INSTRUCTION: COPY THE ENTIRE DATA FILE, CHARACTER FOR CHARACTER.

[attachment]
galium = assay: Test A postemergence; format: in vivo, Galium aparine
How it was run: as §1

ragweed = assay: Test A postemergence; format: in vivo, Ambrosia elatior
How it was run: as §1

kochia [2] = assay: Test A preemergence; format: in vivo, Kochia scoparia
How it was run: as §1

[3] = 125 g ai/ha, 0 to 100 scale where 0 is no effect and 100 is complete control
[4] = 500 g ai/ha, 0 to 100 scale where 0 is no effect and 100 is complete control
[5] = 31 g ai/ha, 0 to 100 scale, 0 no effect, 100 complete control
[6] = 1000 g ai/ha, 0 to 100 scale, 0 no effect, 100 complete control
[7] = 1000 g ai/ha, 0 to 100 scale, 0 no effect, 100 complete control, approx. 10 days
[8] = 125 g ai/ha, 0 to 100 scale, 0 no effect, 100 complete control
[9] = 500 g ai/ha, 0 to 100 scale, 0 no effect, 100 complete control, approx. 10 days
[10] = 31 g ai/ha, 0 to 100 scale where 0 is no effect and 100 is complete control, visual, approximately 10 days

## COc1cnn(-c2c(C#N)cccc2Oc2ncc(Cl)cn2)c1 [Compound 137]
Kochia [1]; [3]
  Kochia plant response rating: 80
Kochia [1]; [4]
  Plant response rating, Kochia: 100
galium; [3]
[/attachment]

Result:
galium = assay: Test A postemergence; format: in vivo, Galium aparine
How it was run: as §1

ragweed = assay: Test A postemergence; format: in vivo, Ambrosia elatior
How it was run: as §1

kochia [2] = assay: Test A preemergence; format: in vivo, Kochia scoparia
How it was run: as §1

[3] = 125 g ai/ha, 0 to 100 scale where 0 is no effect and 100 is complete control
[4] = 500 g ai/ha, 0 to 100 scale where 0 is no effect and 100 is complete control
[5] = 31 g ai/ha, 0 to 100 scale, 0 no effect, 100 complete control
[6] = 1000 g ai/ha, 0 to 100 scale, 0 no effect, 100 complete control
[7] = 1000 g ai/ha, 0 to 100 scale, 0 no effect, 100 complete control, approx. 10 days
[8] = 125 g ai/ha, 0 to 100 scale, 0 no effect, 100 complete control
[9] = 500 g ai/ha, 0 to 100 scale, 0 no effect, 100 complete control, approx. 10 days
[10] = 31 g ai/ha, 0 to 100 scale where 0 is no effect and 100 is complete control, visual, approximately 10 days

## COc1cnn(-c2c(C#N)cccc2Oc2ncc(Cl)cn2)c1 [Compound 137]
Kochia [1]; [3]
  Kochia plant response rating: 80
Kochia [1]; [4]
  Plant response rating, Kochia: 100
galium; [3]